While our muscles pump iron, our cells pump out something else: molecules that help maintain a healthy brain.
But scientists have struggled to account for the well-known mental benefits of exercise, from counteracting depression and aging to fighting Alzheimer's and Parkinson's disease.
Now, a research team may have finally found a molecular link between a workout and a healthy brain.
Much exercise research focused on the parts of our body that did the heavy lifting.
Muscle cells ramped up production of a protein called FNDC5 during a workout. A fragment of this protein, known as irisin, got lopped off and released into the bloodstream, where it drove the formation of brown fat cells, thought to protect against diseases such as diabetes and obesity. (White fat cells were traditionally the villains.)
While studying the effects of FNDC5 in muscles, cellular biologist Bruce Spiegelman of Harvard Medical School in Boston happened upon some startling results: Mice that did not produce a so-called co-activator of FNDC5 production, known as PGC-1α, were hyperactive and had tiny holes in certain parts of their brains.
Other studies showed that FNDC5 and PGC-1α were present in the brain, not just the muscles, and that both might play a role in the development of neurons.
Spiegelman and his colleagues suspected that FNDC5 (and the irisin created from it) was responsible for exercise-induced benefits to the brain - in particular, increased levels of a crucial protein called brain-derived neurotrophic factor (BDNF), which was essential for maintaining healthy neurons and creating new ones.
These functions were crucial to staving off neurological diseases, including Alzheimer's and Parkinson's. And the link between exercise and BDNF was widely accepted.
"The phenomenon has been established over the course of, easily, the last decade," said neuroscientist Barbara Hempstead of Weill Cornell Medical College in New York City, who was not involved in the new work.
"It's just, we didn't understand the mechanism."
To sort out that mechanism, Spiegelman and his colleagues performed a series of experiments in living mice and cultured mouse brain cells.
First, they put mice on a 30-day endurance training regimen. They didn't have to coerce their subjects, because running is part of a mouse's natural foraging behaviour.
"It's harder to get them to lift weights," Spiegelman noted.
The mice with access to a running wheel ran the equivalent every night to a human running 5km.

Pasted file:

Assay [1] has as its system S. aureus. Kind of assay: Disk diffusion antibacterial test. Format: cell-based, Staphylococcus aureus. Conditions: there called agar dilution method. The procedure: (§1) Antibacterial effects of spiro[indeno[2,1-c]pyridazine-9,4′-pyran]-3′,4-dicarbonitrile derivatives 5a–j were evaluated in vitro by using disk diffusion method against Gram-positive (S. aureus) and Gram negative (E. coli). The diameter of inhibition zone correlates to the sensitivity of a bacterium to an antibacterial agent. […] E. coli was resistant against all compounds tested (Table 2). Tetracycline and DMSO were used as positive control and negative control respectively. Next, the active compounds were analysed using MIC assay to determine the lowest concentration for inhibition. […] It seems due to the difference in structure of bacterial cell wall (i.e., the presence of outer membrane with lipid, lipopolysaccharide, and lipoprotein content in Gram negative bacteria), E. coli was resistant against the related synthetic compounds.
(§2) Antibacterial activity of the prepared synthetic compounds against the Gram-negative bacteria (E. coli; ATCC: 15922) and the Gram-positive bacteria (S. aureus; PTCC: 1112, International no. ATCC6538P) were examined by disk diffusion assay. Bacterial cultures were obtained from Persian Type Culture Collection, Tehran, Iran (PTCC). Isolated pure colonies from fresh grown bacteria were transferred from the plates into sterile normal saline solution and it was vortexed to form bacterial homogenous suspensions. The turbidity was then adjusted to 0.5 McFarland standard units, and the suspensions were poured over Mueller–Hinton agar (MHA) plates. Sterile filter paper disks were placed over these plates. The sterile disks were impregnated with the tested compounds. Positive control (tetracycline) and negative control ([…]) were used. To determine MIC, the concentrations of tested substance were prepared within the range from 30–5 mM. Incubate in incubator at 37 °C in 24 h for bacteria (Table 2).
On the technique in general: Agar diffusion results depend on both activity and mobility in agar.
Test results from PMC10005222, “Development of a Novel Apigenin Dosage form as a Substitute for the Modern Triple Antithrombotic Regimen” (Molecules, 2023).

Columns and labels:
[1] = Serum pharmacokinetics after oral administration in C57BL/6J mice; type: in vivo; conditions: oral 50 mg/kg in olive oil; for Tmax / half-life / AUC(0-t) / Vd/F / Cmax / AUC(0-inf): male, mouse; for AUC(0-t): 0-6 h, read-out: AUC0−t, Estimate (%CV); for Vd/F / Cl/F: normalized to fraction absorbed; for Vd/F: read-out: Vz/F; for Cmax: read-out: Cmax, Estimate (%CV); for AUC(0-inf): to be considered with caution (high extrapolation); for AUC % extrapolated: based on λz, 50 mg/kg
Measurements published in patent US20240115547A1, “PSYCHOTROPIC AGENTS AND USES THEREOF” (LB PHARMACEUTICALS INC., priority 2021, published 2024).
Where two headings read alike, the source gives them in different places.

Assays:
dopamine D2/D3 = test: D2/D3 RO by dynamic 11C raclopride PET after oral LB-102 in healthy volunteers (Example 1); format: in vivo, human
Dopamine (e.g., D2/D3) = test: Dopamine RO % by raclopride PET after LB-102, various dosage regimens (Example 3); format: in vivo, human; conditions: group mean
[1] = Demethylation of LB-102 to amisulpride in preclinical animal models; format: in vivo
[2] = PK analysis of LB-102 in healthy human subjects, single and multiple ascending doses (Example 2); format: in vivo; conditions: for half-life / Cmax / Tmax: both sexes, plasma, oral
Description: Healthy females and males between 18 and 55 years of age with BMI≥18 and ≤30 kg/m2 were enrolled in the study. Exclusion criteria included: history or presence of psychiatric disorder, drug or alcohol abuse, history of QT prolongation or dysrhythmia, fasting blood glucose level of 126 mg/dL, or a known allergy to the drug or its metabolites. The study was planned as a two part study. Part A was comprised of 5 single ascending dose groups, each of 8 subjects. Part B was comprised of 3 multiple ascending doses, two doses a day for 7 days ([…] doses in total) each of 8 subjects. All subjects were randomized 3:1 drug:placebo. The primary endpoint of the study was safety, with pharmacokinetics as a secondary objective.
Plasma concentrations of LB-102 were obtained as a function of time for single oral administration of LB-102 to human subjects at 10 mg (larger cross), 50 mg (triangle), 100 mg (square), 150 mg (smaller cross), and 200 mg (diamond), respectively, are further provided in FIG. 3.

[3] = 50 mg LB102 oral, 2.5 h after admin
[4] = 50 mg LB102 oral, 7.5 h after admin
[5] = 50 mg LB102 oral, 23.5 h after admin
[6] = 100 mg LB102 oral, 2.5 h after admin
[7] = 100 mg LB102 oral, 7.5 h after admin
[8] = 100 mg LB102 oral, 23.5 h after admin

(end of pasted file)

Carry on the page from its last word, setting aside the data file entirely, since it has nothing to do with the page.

Aside from physical differences between wheel-trained mice and sedentary ones - "they just look a little bit more like a couch potato," said co-author Christiane Wrann, also of Harvard Medical School, of the latter's plumper figures - the groups also showed neurological differences.
The runners had more FNDC5 in their hippocampus, an area of the brain responsible for learning and memory.
Using mouse brain cells developing in a dish, the group next showed that increasing the levels of the co-activator PGC-1α boosted FNDC5 production, which in turn drove BDNF genes to produce more of the vital neuron-forming BDNF protein.
They have reported these results online in Cell Metabolism.
Spiegelman said it was surprising to find that the molecular process in neurons mirrored what happened in muscles as we exercised.
"What was weird is the same pathway is induced in the brain," he said, "and as you know, with exercise, the brain does not move".
So how was the brain getting the signal to make BDNF? Some have theorised that neural activity during exercise (as we coordinate our body movements, for example) accounted for changes in the brain.
But it was also possible that factors outside the brain, like those proteins secreted from muscle cells, were the driving force.
To test whether irisin created elsewhere in the body could still drive BDNF production in the brain, the group injected a virus into the mouse's bloodstream that caused the liver to produce and secrete elevated levels of irisin.
They saw the same effect as in exercise: increased BDNF levels in the hippocampus.
This suggested that irisin could be capable of passing the blood-brain barrier, or that it regulated some other (unknown) molecule that crossed into the brain, Spiegelman said.
Hempstead called the findings "very exciting," and believed this research finally began to explain how exercise related to BDNF and other so-called neurotrophins that kept the brain healthy.
"I think it answers the question that most of us have posed in our own heads for many years."
The effect of liver-produced irisin on the brain was a "pretty cool and somewhat surprising finding," said Pontus Bostrom, a diabetes researcher at the Karolinska Institute in Sweden.
But Bostrom, who was among the first scientists to identify irisin in muscle tissue, said the work didn't answer a fundamental question: How much of exercise's BDNF-promoting effects came from irisin reaching the brain from muscle cells via the bloodstream, and how much was from irisin created in the brain?
Though the authors pointed out that other important regulator proteins likely played a role in driving BDNF and other brain-nourishing factors, they were focusing on the benefits of irisin and hoped to develop an injectable form of FNDC5 as a potential treatment for neurological diseases and to improve brain health with aging.
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